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The Future Of Travel And Hospitality Is Likely To Change, And Marketers Will Need To Adapt

October 14, 2020 Sarah Cavill

A recent National Geographic article explored the future of travel, which has been deeply impacted by the pandemic. As with so many industries, what travel will look like in the future is likely to be a mix of reverting to what is known and embracing new attitudes and implementations that offer better experiences. Digital marketers in the travel and hospitality industry will need to adapt to changes as they happen, pivoting as travel guidelines and restrictions alter, and be prepared for what’s on the horizon. 

Travel And Hospitality Will Be More Focused On The Environment And ‘Conscious’ Traveling

The pandemic has brought a lot of realities into sharp focus for people, one of which is making the planet a healthier place by choosing more sustainable choices. “Within a few months of the spread of COVID-19 across Asia, Europe and North America, global carbon dioxide emissions fell by an astonishing 17% compared with average daily levels in 2019,” reported Robert Muggah for Foreign Policy magazine. The evidence that altered consumption habits can help the planet is expected to propel travelers to choose more earth-friendly destinations or behaviors.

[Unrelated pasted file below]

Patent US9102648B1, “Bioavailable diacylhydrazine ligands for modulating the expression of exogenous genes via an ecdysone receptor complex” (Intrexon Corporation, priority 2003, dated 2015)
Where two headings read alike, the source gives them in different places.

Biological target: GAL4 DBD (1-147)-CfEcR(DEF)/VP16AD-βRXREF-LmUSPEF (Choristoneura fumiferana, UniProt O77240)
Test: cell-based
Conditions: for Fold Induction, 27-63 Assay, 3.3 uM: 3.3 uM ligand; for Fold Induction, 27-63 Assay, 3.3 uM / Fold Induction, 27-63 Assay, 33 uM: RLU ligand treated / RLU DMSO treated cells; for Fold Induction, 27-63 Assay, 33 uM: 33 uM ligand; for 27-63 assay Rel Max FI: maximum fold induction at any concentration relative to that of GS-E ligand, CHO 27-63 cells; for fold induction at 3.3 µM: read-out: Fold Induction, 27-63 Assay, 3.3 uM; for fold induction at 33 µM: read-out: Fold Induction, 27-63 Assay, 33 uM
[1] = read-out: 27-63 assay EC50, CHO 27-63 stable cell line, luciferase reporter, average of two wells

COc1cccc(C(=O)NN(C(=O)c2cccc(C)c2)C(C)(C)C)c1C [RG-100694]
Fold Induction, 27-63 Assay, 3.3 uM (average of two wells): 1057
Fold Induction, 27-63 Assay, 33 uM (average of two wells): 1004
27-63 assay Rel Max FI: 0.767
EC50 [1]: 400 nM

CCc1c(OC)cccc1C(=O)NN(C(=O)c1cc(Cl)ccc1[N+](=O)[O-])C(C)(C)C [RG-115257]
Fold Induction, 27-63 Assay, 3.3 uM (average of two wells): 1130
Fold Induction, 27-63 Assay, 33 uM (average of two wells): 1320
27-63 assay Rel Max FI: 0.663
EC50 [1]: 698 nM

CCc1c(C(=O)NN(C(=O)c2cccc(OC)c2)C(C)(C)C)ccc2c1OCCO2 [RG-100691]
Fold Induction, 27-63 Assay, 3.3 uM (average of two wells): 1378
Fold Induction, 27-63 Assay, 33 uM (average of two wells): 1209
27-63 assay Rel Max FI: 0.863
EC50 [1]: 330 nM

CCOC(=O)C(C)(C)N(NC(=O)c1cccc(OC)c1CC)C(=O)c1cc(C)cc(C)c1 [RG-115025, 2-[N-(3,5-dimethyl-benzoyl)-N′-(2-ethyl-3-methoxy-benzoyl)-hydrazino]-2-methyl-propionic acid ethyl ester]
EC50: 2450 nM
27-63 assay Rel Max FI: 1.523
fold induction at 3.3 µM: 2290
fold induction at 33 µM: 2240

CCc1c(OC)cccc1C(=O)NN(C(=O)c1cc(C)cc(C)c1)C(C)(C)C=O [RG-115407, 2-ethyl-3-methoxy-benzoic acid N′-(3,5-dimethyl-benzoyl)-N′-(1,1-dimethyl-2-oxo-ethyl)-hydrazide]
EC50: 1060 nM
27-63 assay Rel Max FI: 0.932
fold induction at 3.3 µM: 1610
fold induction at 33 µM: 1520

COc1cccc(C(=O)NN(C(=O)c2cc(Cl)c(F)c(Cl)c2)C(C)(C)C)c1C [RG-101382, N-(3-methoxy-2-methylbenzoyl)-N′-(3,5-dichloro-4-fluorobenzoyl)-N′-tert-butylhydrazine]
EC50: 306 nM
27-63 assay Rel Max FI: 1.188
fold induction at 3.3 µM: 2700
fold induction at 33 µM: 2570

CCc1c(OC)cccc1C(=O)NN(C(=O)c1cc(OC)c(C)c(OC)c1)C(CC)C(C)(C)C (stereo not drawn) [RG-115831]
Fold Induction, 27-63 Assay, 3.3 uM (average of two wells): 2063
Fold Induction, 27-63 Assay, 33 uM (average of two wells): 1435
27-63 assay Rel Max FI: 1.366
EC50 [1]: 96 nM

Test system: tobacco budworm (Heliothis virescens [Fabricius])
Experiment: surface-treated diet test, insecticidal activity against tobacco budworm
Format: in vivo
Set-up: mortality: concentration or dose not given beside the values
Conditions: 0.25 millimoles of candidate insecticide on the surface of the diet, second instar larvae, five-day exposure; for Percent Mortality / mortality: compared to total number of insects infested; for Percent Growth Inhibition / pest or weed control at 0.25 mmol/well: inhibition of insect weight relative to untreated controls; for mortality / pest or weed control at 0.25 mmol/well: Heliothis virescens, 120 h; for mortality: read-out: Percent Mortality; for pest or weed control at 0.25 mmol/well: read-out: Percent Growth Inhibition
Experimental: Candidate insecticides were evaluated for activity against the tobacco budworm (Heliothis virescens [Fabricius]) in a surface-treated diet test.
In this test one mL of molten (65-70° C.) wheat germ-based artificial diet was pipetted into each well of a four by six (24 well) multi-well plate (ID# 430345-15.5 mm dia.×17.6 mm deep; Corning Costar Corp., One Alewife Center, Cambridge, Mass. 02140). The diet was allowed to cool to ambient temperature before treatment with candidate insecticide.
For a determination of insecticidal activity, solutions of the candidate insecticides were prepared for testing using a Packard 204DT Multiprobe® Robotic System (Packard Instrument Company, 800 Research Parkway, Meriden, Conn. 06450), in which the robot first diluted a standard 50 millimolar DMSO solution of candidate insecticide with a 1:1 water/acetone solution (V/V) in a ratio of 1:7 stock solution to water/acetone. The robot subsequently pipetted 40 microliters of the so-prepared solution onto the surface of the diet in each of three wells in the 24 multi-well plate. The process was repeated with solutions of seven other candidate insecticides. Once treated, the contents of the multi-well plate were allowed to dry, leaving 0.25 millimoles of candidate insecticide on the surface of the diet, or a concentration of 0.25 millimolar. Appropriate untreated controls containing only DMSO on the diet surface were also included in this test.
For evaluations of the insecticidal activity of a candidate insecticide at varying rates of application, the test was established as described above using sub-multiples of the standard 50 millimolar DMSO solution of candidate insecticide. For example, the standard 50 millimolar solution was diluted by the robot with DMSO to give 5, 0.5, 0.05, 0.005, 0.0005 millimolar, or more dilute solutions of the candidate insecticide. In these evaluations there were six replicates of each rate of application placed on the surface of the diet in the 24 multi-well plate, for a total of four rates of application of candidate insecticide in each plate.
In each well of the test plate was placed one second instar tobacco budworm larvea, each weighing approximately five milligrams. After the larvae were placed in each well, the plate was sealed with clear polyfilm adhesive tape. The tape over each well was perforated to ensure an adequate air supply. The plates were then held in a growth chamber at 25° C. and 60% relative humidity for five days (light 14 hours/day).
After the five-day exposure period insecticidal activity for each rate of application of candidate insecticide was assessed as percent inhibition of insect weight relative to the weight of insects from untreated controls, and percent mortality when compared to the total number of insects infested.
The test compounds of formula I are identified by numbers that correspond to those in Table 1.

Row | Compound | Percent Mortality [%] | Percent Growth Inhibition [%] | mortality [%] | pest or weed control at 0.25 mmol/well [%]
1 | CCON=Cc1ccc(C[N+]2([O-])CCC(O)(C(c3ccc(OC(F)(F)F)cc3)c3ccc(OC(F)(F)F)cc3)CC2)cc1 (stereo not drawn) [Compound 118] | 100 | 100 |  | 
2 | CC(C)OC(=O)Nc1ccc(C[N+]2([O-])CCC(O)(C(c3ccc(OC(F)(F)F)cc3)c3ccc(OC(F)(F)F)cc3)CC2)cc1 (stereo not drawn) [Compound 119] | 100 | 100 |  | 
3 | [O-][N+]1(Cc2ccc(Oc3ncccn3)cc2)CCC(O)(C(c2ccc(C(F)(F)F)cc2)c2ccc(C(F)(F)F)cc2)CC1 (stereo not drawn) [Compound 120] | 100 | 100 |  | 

Brands like BookDifferent.com, a European online booking agent that specializes in “green” vacations, are likely to find more interest from consumers. By deploying marketing strategies, like content marketing that explains their mission and partnerships and email targeting that reaches travelers looking for deals on sustainable vacations, BookDifferent.com and similar brands can capture consumers with a growing interest in eco-friendly travel. For brands that aren’t known for focusing exclusively on sustainable travel, the move toward more “conscious” vacations and travel represents an opportunity to introduce new services and reach new consumers. 

Travel Agencies Will Become More Relevant While Travel Is Evolving

Shutterstock_568310371 Business man is making call in office for global communication. A man holding mobile phone with Airplane on for ground for Business travel communication concept.

Except for certain kinds of high-end or complicated travel, travel agencies had long fallen out of favor with most consumers who were able to easily book their own trips on travel aggregators like Expedia and Orbitz. However, the travel agency industry could see a revival as consumers try to figure out how, where and when to travel during and immediately after the pandemic. Travel agencies are able to offer travel packages that include insurance and cancellation policies, and travel agencies should have the most up-to-date information about ongoing changes to travel restrictions. Also relevant, when itinerary changes become important, due to reasons like new quarantine policies, travel agents have the relationships and knowhow to make vacation adjustments quickly and seamlessly for the traveler.